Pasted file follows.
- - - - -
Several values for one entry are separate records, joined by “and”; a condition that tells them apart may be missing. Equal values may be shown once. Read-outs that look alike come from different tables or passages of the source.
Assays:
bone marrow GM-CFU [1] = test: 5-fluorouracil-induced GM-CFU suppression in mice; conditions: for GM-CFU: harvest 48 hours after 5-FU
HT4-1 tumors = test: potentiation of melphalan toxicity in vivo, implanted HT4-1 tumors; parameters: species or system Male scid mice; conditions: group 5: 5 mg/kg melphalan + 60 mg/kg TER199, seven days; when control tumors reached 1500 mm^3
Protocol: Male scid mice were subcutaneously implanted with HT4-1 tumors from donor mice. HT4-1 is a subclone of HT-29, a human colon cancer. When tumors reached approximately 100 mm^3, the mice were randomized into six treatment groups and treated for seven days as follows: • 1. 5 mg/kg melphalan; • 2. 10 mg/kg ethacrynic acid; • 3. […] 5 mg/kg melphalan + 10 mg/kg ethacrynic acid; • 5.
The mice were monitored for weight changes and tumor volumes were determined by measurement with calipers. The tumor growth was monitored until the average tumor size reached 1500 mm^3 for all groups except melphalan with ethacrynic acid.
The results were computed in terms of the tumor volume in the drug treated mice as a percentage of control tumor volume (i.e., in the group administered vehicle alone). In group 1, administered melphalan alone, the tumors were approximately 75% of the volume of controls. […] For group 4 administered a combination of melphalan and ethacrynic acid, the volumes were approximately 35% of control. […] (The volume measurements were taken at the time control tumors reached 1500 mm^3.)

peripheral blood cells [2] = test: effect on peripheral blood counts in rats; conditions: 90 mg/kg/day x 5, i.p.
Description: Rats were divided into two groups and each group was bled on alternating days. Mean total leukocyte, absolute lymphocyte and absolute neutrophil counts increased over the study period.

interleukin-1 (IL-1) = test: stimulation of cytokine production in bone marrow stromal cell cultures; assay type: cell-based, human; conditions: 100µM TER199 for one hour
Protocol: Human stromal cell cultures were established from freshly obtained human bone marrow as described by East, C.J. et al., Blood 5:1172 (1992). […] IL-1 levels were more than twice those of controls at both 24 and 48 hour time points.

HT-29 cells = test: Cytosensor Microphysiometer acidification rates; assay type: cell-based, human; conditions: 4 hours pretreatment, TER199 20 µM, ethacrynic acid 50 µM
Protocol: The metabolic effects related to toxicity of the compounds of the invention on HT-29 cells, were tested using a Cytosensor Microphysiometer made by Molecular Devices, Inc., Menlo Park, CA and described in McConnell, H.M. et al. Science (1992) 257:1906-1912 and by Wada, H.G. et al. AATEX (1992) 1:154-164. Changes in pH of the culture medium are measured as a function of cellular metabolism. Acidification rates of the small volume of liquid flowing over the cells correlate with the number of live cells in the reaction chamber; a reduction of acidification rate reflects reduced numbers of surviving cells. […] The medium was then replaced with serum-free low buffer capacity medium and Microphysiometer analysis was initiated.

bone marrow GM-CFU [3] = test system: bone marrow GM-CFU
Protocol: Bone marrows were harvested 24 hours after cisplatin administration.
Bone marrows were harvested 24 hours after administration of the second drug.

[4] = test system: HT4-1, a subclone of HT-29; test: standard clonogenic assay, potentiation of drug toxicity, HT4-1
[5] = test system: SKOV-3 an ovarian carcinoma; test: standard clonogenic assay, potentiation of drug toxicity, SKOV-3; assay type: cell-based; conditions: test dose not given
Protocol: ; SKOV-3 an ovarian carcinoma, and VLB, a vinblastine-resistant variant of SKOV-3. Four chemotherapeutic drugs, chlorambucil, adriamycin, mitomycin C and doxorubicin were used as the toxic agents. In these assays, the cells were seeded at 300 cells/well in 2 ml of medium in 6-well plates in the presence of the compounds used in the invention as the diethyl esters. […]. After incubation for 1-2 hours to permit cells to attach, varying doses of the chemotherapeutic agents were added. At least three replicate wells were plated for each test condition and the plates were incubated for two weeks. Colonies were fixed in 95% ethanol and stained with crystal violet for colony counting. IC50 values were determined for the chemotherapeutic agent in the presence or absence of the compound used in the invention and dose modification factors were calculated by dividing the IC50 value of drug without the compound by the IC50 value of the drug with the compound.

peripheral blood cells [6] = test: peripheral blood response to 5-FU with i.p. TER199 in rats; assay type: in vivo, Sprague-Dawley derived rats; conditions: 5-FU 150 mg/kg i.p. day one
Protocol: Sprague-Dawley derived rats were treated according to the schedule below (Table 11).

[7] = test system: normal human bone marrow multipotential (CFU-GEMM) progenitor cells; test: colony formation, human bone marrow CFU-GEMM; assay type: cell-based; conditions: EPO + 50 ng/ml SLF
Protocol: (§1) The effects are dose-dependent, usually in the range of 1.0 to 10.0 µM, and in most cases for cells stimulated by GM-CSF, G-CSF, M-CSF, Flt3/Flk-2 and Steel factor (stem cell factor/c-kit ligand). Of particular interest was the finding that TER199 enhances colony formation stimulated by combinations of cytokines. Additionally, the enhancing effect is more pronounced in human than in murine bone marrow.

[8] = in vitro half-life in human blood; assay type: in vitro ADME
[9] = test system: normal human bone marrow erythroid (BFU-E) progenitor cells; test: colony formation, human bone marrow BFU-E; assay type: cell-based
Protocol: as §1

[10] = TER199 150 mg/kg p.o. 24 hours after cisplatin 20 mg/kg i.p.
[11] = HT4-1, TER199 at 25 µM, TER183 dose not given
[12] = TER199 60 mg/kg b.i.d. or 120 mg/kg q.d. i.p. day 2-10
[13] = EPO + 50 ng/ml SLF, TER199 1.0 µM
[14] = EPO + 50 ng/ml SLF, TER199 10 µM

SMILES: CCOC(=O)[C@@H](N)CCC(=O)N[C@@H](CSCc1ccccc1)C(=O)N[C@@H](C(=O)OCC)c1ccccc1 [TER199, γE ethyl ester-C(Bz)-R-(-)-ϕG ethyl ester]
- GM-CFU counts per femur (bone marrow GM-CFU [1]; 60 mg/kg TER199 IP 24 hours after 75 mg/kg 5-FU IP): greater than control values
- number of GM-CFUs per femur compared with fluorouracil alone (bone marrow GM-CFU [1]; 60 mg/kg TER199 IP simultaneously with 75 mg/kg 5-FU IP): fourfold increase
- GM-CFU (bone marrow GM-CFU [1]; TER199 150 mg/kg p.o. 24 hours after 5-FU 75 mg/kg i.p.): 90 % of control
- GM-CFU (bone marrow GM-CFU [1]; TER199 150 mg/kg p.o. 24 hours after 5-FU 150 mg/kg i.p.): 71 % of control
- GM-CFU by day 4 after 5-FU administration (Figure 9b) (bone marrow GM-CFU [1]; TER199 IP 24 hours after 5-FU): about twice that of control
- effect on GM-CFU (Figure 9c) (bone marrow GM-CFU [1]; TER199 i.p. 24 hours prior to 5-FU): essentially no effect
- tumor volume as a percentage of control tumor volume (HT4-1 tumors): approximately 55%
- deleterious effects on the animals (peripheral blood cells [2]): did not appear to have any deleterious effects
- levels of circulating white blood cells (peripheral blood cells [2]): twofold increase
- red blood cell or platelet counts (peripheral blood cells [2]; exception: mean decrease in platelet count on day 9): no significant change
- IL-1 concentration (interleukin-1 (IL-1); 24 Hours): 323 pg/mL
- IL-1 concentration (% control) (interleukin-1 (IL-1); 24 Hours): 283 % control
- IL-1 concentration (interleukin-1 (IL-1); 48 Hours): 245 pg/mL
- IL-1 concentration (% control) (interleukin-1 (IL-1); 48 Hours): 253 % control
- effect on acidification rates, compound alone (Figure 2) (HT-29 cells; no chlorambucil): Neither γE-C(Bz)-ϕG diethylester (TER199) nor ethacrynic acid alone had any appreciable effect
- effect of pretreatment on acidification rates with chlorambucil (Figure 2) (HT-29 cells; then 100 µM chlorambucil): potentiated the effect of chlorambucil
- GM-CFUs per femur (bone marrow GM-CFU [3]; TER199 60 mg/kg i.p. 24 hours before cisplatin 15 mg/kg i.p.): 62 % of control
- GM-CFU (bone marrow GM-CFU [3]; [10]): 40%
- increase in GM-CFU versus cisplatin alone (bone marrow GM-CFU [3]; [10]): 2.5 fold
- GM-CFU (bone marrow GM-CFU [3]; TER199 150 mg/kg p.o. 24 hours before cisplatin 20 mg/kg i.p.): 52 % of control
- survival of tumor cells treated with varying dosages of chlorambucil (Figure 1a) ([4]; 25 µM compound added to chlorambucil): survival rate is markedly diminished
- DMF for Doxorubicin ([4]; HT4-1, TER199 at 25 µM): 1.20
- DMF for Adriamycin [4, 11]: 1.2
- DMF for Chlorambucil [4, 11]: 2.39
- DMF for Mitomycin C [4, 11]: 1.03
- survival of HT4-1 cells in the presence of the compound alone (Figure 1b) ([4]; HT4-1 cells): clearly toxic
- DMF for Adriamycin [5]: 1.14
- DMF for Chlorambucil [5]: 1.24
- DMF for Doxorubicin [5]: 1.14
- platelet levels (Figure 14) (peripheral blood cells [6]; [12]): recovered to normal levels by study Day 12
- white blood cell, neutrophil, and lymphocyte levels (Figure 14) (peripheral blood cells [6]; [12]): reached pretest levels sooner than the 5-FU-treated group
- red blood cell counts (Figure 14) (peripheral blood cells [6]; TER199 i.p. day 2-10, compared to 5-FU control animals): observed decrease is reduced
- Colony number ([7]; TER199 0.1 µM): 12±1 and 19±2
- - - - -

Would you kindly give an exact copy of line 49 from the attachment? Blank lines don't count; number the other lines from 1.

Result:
- GM-CFUs per femur (bone marrow GM-CFU [3]; TER199 60 mg/kg i.p. 24 hours before cisplatin 15 mg/kg i.p.): 62 % of control